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ARS Home » Pacific West Area » Albany, California » Western Regional Research Center » Invasive Species and Pollinator Health » Research » Publications at this Location » Publication #311534

Title: Investigation of Darwin’s naturalization hypothesis in invaded macrophyte communities

item FLEMING, JONATHAN - University Of North Alabama
item DIBBLE, ERIC - Mississippi State University
item Madsen, John
item WERSAL, RYAN - Lonza Corporation

Submitted to: Biological Invasions
Publication Type: Peer Reviewed Journal
Publication Acceptance Date: 10/31/2014
Publication Date: 5/1/2015
Citation: Fleming, J.P., Dibble, E.D., Madsen, J.D., Wersal, R.M. 2015. Investigation of Darwin’s naturalization hypothesis in invaded macrophyte communities. Biological Invasions. 17(5):1519-1531.

Interpretive Summary: Invasion ecology has two opposing, though not necessarily exclusive, schools of thought. One school emphasizes the importance of the characteristics of the specific species to invade a site (or “invasiveness”). The other school emphasizes the characteristics of the particular location to be susceptible to invasion (or “invasibility”). Charles Darwin hypothesized that species introduced to a new location would be less likely to establish if the area already contains closely-related species, the so-called Darwin’s Naturalization Hypothesis. This study was to test this hypothesis using two species of invasive aquatic plants, Eurasian watermilfoil (Myriophyllum spicatum) and curlyleaf pondweed (Potamogeton crispus). Both species have similar native congeneric species in North America. We used data from 29 lakes across the United States. Analysis indicated that the relationship between native congeneric species and the invasive species was positive, rather than negative. While these results do not support the Darwin’s Naturalization Hypothesis, they also indicate that at least that one aspect of invasibility, the presence of native plants, is not a deterrent to invasion.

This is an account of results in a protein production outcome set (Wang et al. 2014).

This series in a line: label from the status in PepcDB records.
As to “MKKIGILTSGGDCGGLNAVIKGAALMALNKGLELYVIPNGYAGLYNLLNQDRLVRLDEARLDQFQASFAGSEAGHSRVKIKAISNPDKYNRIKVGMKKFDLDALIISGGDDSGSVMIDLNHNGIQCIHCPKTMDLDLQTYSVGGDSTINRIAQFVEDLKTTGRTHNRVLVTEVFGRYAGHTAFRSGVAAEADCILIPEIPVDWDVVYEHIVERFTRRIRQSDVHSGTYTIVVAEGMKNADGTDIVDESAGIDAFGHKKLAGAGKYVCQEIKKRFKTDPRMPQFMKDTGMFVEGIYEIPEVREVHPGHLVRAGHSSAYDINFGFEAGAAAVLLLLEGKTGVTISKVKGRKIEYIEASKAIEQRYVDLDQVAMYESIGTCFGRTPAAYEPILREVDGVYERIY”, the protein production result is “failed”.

Technical Abstract: Although native macrophytes are beneficial in aquatic ecosystems, invasive macrophytes can cause significant ecological and economic harm. Numerous studies have attributed invasiveness to species’ characteristics, whereas others attribute invasion to biotic and abiotic characteristics of the invaded community. It has been suggested that studying the link between invader and invaded community is key to understanding invasiveness, and that invasions can be understood through the framework of community ecology theory. Charles Darwin hypothesized that introduced species would be less likely to naturalize in areas containing closely related species (Darwin’s Naturalization Hypothesis; DNH), suggesting competition between closely related species could limit naturalization potential (phylogenetic repulsion). The goal of this research was to test DNH using two species of highly invasive aquatic plants, Myriophyllum spicatum L. and Potamogeton crispus L., and assess whether results were consistent at small and large scales. Twenty-nine lakes containing invasive macrophytes were surveyed between 1997-2011. Invasive P. crispus occurred in 15 lakes and M. spicatum occurred in 19 lakes. There were 15 native Potamogeton species and 4 Myriophyllum. We used generalized linear mixed models with congeneric species richness data to estimate probability of invasive P. crispus or M. spicatum occupying a given sampling location. Contrary to predictions of DNH, the relationship between congeneric richness and presence of P. crispus at point and lake scales was positive. Unlike models for P. crispus, native Myriophyllum genera richness was not a significant model parameter. These results do not support DNH (the expectation of a negative relationship); furthermore, models had relatively low determination coefficients indicating very little explained variation. Although this study found no evidence for DNH, there is still a need to investigate how community assembly processes influence species invasions.